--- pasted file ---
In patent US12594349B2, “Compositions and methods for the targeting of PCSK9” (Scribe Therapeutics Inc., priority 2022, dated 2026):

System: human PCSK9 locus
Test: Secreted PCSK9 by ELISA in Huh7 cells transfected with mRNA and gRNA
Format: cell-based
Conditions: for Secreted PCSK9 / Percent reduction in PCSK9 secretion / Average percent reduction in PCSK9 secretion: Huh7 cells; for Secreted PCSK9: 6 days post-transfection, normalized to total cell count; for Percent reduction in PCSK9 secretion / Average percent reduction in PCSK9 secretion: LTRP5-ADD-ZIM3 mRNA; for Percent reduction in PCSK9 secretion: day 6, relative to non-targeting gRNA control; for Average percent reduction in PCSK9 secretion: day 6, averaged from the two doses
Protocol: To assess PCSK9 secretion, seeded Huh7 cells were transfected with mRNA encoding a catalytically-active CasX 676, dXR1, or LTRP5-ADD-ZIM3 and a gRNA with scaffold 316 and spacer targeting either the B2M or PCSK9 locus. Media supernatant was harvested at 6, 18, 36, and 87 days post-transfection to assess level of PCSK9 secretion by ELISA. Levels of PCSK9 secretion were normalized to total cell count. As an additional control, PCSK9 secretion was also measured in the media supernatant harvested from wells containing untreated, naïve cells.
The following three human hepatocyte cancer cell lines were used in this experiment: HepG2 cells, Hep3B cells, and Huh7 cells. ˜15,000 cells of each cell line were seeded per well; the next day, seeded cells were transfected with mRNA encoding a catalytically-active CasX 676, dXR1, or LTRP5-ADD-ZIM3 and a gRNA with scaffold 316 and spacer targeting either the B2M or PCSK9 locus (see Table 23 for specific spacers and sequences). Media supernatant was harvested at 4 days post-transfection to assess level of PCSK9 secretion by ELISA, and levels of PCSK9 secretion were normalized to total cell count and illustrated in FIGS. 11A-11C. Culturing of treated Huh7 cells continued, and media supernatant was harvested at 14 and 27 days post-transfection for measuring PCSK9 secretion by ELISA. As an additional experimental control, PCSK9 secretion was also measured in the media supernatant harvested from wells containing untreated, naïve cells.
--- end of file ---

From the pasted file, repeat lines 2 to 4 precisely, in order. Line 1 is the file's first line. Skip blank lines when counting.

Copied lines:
System: human PCSK9 locus
Test: Secreted PCSK9 by ELISA in Huh7 cells transfected with mRNA and gRNA
Format: cell-based